Ideas about touring Music
July 30, 2009
posted and written by Caroline Picard
In December a friend’s father gave me a copy of Collette. She describes a the life of a performer working in the music halls of Paris in the 1800’s. She refers to her lover as a “wet noodle,” she talks about how she practices acrobatics to stay fit, and even describes the angles she performs from, such that her figure is most compelling to an audience. She ultimately chooses between the lover, a man who promises to take care of her, and a life on the road with a trunk full of costumes–which, while a little dramatic in description affords little to no money.
Similarly, I think the touring band has signed on to a thankless occupation. Interesting only in as much as everyone seems infatuated with it. For instance, one would imagine the father of an un-known band telling stories of life on the road, stories that would then be absorbed by sons and daughters, who despite the parents’ small success would think to mirror the parents’ life in one fashion or another.
I thought of her because only a week ago I found myself at a bar having a drink with another fellow ‘On The Road.’ He had been traveling seven months with his band. He had been playing music with the same people since the 4th grade. They came out with a record a few months ago and were waiting to see if it would take off, (i.e. give them a follow-up record deal). He said again and again how much he liked his life style. The smoking of pot in alley ways. The road side diners, late nights. The applause. He said it was hard to go home at the end of a tour and have no money. That he lived with relatives. That he never saw his girlfriend. He said he loved his lifestyle. He said he fought with his bandmates for a while, but he said it was better now that they weren’t writing music together. He said he wanted to move from Ney Ohio, only he didn’t have any money to move. He said if he had money to move he might not ask his bandmates whether or not to do so. He said he’d stopped worrying about the future because he’d already almost killed himself with worry. He said the only reason he was still in the same band was because at every decisive juncture he’d had nothing better to do. He said he hoped he’d get famous.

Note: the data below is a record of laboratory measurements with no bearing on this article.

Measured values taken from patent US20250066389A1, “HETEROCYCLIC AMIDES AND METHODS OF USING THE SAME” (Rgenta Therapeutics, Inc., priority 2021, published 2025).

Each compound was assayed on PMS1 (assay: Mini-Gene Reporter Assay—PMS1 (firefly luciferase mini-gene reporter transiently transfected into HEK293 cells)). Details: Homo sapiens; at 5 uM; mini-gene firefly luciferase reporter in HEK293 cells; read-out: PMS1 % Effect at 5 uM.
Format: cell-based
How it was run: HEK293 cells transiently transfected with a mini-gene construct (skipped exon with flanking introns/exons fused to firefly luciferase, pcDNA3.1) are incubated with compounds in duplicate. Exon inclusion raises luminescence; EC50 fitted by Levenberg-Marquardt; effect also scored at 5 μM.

It seems to me that most people in the business of rock and roll are looking towards an idea of fame for validation. If a record achieves the status of a Built to Spill, for instance, then they could continue indefinitely.
There is so much to unpack there, particularly since I suspect that Built to Spill is making quite a humble sum, if that. And yet. They are known. Which seems most important of all. Similarly the allure of touring must have something to do with playing in front of an audience who applauds after a performance. And yet. Even then. The compensation is paltry.
Yet. Singing is an unconventional activity. People sing in their cars. Or they sing in their houses but no one sings in the street, and unless its karaoke no one sings to an audience. Unless you’re in a band. By comparison it is customary to curse in the street. Cursing in the street is comparatively fashionable. It is not fashionable to sing in the street. If it were, I suspect no one on earth would bother going on tour.
And then, I think, a) I am grateful to those who trudge across the country to sing for us. Our indy bards– and b) I think it might be worth singing in the street more often.
In Japan, it used to be that eating on the street was rude. Now there are street vendors, old men who sell teryake chicken out of strange and smoking shacks. There are small trucks that drive through the dead of night with smoking fires in the back of thier cabs selling sweet potatoes. People down town snack on sweet things as they walk between meetings. People still curse of course. We don’t have to give that up, but it might be worth taking some steps outside of convention and belting a little something. Pretend your life is a musical.